In Eastbourne for 21:00, I rode to Link road and got onto the Downs. As expected, there was light rain but it was also horrendously windy. That was the extent to which I had considered and what I had thought I would be prepared for. I bivvied under some trees and initially, felt sheltered.

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Eastbourne at night from the Downs.

Saturday 01:00, things started to go wrong. I’d woken up and the top of my bag was wet. It was raining and the wind had really picked up. Not before long, my whole bag was damp and the comforting feeling of warmth provided by usually dry and lofty down had disappeared.

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Having an unexpected wash.

I decided to ride through the night, in hope that I could keep warm and that there would be a shop open before fatigue got hold. It was painful. The strong wind hand blown me off several times. Traction was sparse as tyres sat on top of the mud. I had got to Alfriston for 03:30, a sleeping town which during the day has plentiful supply of pastry delights that the body craves on a long ride. I had continued along the Downs for another 6 or so hours, eventually arriving in Brighton for gone 10:00. I had power-napped at every farm gate for the few hours up until the sun rise and completely underestimated the conditions.

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Unable to turn the wheels fast enough to keep the tyres clean.

A victim of my mindset, I was happy to be alive by sunrise but I also felt like a right pleb. In my hasted packing, I hadn’t really considered the full extent of what I was doing. It really was a grab and dash. Sense had given way to time saving and absence of planning. Its quite probable that would have been the difference between sleep deprivation, starvation, physical fatigue and an otherwise enjoyable ride, whilst being able to enjoy the scenery.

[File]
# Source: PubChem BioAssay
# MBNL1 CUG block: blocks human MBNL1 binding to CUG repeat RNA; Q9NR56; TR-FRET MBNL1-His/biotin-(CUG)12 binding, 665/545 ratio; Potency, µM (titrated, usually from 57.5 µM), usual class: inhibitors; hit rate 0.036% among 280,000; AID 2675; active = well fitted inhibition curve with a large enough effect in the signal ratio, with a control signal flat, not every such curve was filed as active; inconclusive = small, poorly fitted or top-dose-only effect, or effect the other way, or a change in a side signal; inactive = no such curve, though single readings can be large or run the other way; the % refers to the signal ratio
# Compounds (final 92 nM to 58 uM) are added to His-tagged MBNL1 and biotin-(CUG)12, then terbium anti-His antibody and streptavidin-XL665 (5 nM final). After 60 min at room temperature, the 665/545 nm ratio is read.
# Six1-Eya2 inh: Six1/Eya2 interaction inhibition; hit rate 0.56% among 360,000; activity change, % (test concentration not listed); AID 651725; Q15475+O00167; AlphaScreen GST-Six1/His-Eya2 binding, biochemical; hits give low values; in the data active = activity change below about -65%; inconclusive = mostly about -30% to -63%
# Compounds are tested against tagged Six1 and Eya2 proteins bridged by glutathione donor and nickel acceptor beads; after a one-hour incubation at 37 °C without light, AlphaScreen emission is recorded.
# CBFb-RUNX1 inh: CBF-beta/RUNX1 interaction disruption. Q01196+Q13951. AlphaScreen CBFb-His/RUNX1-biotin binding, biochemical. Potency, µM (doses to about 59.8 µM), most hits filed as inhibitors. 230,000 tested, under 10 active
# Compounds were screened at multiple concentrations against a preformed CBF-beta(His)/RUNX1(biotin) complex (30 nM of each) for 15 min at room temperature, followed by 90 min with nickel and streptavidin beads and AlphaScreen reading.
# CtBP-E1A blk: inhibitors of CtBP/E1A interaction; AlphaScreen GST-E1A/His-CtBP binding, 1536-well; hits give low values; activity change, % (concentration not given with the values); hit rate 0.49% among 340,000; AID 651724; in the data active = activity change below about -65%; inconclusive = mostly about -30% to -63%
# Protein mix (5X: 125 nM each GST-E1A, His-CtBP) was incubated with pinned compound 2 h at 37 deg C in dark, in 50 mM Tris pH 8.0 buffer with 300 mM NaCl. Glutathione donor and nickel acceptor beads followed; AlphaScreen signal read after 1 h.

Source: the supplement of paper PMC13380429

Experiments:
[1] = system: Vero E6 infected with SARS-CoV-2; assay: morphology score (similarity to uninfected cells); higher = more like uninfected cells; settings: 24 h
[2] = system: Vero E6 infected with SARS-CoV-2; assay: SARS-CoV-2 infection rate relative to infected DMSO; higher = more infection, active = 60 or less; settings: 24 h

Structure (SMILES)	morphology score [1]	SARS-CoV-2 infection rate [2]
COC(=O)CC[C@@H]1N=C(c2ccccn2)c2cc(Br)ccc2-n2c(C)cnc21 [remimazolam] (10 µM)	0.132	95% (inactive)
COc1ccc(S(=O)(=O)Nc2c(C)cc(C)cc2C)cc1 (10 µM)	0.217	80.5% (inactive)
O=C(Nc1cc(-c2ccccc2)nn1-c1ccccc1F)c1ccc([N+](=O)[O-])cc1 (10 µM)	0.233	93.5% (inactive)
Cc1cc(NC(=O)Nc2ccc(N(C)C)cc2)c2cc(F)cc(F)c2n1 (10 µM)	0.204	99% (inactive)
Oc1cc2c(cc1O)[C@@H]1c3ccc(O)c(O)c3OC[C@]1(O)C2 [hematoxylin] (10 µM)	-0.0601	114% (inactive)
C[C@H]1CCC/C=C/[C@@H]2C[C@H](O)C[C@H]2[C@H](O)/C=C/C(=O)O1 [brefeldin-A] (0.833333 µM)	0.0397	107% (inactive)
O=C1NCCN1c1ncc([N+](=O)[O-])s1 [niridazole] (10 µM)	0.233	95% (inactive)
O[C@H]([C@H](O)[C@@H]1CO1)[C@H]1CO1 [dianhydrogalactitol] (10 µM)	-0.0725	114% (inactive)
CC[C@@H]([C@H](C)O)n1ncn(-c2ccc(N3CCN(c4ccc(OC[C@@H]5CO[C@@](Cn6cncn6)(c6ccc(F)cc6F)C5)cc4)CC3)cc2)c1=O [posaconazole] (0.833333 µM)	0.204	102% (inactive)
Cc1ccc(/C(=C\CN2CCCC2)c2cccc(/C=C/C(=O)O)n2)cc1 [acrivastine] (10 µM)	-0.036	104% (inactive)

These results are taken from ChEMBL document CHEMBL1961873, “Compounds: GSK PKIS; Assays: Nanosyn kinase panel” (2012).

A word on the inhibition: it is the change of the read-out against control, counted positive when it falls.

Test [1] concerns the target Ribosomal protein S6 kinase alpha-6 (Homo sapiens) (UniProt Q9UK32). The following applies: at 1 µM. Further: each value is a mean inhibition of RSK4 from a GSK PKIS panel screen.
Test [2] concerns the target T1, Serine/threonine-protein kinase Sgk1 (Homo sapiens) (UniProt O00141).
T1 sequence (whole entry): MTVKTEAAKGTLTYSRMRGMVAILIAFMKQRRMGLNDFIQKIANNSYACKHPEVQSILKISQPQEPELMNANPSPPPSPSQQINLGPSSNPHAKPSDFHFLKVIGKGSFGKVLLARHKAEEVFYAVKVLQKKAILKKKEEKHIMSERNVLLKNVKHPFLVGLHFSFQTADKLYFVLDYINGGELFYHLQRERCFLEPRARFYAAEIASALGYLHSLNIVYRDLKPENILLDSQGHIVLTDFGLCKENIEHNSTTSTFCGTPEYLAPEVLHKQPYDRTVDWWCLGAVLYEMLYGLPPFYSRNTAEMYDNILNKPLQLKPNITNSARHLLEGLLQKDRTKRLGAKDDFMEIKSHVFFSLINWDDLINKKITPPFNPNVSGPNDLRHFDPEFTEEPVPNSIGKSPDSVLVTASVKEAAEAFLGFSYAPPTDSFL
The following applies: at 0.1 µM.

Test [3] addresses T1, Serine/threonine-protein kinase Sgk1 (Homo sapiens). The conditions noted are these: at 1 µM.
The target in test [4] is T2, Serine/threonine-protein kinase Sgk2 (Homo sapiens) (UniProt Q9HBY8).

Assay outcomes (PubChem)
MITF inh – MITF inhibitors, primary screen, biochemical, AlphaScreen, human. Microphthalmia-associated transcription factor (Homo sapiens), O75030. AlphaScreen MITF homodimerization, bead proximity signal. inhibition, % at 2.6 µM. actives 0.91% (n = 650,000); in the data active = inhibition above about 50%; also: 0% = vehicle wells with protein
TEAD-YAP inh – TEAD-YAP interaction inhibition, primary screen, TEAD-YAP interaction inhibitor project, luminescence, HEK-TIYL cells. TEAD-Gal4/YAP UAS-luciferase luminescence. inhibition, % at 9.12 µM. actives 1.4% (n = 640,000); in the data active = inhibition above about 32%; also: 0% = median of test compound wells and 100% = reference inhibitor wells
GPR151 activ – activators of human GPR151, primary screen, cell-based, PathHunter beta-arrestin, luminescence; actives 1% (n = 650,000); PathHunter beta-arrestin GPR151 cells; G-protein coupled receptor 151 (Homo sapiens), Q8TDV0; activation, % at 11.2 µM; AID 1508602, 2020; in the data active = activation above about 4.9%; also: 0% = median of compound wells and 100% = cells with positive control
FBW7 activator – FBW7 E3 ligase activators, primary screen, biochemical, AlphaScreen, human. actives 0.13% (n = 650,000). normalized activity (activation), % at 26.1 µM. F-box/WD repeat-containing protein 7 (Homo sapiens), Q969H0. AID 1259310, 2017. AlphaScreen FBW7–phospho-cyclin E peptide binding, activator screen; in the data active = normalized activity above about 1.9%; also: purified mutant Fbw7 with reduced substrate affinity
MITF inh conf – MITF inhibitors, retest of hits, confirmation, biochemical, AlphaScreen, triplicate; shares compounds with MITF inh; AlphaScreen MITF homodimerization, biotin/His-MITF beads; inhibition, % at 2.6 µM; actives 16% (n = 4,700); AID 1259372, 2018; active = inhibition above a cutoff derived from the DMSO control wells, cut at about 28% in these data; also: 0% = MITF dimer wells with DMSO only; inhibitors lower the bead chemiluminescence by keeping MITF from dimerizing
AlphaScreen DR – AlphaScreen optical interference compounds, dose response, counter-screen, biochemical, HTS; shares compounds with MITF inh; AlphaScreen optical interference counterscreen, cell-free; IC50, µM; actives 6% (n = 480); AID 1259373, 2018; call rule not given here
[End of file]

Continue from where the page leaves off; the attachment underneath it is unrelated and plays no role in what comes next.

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It wasn’t all darkness and solitude however. I perked up around sunrise, having a ‘hopeful moment’ where I’d found a nugget of untouched energy. Knowing that I was about 30mins away from a McDonalds breakfast and seeing Starlings marked a wholesome start to a beautiful morning.

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Starting to feel slightly more human

For me, being back out on the hills is completely intrinsic to a healthy mindset so for the time being, I’m going to make the most of (well-planned) weekend escapes.

TdG: Tour de Graduation

In May, I completed my undergraduate study at Aberystwyth University and have since moved back to London. Living once more amongst suburbia, without a hill or mountain in sight has been a gradual, daily process of realisation and acceptance. I have however been fortunate enough to secure some employment at an Organic farm. The days are no longer spent attending to academia, maintaining a social life and getting filthy on bikes on the coast and in the mountains – instead, bicycle commuting, manual labour and entertaining the demands of the family cats currently fill my agenda. Oh and calories, I just can’t get enough calories.